Be forewarned, the recipe makes enough brownies for a small army. My yield was 36 generous servings—luckily there are a lot of people who love brownies where my husband works! The brownies were met with rave reviews from the cakey brownie fans. They were easy to put together and would be a good addition to my volumes of brownie recipes. They are simple, unfussy, basic brownies. I made these in a half sheet pan and had enough that I could have opened a small bake shop on my driveway.
Luckily, I discovered that they freeze quite well, as most brownies do. I lined my pan with parchment. I wondered if it was supposed to be the sides as well…but as it was not clear to me, I did the bottom only. The parchment stuck to the brownies a bit. I was able to peel it off but it annoyed me. I wondered if the same would have happened if I had used foil. Also, perhaps if i had chilled them prior to cutting them, the parchment would not have stuck. After adding the eggs, I did find that the mixture was a bit gritty at this point (I'm guilty of tasting batter as I go—always!) but perhaps I didn't let the sugar dissolve long enough. It didn't seem to affect the texture of the final product.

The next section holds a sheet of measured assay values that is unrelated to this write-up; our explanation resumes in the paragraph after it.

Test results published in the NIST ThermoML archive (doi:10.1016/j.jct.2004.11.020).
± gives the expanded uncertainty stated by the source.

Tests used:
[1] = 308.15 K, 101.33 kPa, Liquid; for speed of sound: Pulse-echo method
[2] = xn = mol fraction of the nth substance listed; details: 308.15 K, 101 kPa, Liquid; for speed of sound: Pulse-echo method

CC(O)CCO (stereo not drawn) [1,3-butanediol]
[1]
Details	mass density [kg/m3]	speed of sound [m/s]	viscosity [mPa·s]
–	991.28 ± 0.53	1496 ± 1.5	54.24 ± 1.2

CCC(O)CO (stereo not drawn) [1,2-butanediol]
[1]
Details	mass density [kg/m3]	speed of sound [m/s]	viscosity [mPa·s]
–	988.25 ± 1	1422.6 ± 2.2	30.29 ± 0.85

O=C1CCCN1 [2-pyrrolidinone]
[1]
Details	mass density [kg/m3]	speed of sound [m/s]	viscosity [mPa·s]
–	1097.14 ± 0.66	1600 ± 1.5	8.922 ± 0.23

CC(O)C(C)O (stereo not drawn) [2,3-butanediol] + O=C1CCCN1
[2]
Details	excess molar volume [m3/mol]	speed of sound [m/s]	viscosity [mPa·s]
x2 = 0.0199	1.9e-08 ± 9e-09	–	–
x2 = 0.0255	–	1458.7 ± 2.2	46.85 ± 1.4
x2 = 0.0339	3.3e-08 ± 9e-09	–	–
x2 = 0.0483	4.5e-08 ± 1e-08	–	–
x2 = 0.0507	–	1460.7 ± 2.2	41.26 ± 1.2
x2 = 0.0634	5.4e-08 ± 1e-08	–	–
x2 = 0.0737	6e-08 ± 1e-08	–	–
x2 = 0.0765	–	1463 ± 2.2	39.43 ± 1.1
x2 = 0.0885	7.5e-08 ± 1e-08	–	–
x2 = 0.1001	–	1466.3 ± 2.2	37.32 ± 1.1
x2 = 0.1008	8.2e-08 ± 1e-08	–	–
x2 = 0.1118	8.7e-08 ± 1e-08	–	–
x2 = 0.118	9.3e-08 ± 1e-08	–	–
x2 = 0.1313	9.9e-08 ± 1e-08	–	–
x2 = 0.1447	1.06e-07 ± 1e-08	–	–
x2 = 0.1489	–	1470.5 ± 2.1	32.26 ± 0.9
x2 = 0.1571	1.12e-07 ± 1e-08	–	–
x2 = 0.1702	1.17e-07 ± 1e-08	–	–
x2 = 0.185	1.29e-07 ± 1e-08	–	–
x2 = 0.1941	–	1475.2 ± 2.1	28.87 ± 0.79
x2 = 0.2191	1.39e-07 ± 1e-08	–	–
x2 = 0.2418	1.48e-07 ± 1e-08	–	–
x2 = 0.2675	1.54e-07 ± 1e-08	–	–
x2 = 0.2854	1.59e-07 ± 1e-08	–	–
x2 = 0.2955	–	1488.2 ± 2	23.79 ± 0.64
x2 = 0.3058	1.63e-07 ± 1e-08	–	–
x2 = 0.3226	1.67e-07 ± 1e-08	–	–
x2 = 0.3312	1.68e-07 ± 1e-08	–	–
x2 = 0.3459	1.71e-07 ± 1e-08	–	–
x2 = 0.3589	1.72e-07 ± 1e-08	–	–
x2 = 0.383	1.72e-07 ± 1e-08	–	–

The cake did not dome in the middle. Overall these are a winner if cakey brownies are your texture of choice. It is a huge commitment of chocolate (a total of 30 ounces) but I love the way the chips add some texture to the brownies and I can think up a ton of ways to serve these at a summer barbecue, which is a good thing since I still have some brownies in my freezer.